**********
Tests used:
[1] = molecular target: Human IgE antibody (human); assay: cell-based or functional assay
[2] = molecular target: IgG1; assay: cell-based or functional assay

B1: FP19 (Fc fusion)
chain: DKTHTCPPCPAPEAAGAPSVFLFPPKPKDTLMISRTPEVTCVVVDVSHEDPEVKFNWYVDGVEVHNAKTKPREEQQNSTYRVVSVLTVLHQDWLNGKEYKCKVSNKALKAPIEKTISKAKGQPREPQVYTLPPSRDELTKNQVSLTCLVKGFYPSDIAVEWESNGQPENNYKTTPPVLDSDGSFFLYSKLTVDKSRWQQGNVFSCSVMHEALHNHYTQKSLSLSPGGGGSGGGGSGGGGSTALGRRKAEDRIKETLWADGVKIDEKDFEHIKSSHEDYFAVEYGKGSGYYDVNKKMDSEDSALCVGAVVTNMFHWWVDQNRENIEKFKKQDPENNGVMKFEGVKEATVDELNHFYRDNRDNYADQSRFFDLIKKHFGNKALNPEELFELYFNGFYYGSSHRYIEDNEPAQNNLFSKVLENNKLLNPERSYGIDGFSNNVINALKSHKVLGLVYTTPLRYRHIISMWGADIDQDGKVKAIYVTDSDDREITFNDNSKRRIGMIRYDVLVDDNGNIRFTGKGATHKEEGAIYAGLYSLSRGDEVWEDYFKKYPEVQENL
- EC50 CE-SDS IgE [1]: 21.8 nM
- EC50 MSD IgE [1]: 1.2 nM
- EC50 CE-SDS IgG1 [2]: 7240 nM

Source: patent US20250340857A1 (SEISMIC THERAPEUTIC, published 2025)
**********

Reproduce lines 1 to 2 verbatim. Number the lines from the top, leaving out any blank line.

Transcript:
Tests used:
[1] = molecular target: Human IgE antibody (human); assay: cell-based or functional assay